• Augustus Gloop became a hero in his town.  Do you think he was worthy of being called a hero?

A more scientific reading could also encourage reading for comprehension and foster a desire to delve more into the subject:

“Great concern over the reduction in bee populations has been expressed across the United Kingdom, Europe, Africa and the United States. While some people want to blame the loss of bees on spraying pesticides used to eliminate pests such as mosquitoes, several studies have shown the real reason to be changes in farming practices. Extensive farming of land has destroyed the bees’ habitat of fields of wildflowers. Whatever the reasons, the loss of bee populations affects human food supplies.”

Pre-reading questions that encourage learners to read with a comprehension goal and be inspired to research further could include:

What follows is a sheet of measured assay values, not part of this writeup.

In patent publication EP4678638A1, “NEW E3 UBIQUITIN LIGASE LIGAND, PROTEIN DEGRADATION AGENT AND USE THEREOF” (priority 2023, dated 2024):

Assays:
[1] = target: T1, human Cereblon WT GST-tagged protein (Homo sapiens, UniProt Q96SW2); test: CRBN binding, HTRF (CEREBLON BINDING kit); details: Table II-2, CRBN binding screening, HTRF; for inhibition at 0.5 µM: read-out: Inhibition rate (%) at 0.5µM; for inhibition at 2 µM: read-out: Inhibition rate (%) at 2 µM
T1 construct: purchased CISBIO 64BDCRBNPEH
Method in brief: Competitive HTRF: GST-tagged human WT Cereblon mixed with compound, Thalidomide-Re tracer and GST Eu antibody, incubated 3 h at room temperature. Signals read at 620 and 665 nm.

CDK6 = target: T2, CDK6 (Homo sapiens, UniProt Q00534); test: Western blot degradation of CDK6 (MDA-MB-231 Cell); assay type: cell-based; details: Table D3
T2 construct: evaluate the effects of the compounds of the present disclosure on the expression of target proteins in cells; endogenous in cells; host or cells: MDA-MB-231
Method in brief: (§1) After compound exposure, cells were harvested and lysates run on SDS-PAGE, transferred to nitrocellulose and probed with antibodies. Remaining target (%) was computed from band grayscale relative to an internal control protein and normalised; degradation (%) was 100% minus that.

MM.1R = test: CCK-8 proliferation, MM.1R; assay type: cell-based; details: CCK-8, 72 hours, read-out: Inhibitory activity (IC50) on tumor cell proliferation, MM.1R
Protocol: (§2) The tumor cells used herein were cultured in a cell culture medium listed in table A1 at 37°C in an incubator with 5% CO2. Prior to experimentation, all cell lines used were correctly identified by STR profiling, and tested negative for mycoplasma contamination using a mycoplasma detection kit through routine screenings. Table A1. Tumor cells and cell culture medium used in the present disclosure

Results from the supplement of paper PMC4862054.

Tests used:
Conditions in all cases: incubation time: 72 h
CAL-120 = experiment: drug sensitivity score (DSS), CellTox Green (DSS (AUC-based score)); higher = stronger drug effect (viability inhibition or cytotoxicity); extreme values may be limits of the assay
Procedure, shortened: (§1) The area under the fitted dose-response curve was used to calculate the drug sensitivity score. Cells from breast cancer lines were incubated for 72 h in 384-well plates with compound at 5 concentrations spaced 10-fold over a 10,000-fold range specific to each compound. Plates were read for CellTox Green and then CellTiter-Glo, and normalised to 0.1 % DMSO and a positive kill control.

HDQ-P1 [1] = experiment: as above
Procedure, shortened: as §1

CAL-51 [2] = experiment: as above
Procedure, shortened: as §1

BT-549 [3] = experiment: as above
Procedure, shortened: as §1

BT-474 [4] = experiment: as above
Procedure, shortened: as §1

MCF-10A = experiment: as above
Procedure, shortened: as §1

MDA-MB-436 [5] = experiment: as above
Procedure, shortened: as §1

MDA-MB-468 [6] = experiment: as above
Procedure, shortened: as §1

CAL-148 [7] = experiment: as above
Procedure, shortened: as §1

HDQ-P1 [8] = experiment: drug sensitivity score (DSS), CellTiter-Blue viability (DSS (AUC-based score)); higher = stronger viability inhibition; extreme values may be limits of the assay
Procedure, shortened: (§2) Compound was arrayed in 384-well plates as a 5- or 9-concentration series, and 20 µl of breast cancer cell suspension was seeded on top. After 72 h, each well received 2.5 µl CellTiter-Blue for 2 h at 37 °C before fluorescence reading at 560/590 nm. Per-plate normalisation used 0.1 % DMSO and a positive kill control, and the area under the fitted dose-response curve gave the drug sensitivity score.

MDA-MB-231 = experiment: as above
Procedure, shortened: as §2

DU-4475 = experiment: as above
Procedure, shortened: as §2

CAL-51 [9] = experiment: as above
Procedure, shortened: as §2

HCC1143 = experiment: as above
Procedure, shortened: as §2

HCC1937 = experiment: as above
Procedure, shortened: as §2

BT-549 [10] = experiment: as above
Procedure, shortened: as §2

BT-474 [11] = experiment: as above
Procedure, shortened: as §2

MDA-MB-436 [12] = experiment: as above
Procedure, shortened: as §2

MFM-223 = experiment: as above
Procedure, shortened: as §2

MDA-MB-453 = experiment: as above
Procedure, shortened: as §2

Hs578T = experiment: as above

• In your opinion, why is the worldwide bee population seeing a decline? 
  • Why does the loss of the bee population affect human food supplies?

Strategies to promote reading comprehension

The easiest way to develop reading comprehension skills is to encourage the practice of daily reading and to ask key comprehension questions to test the child’s understanding. Practice makes perfect and a child who reads for at least 30 minutes a day will create positive learning habits and progress. 

Reading comprehension is a fundamental part of literacy. Fostering a love for reading and reading to gain knowledge and understanding, promotes a positive relationship between reading and learning. 

Reading to read is good.  Reading to understand is even better!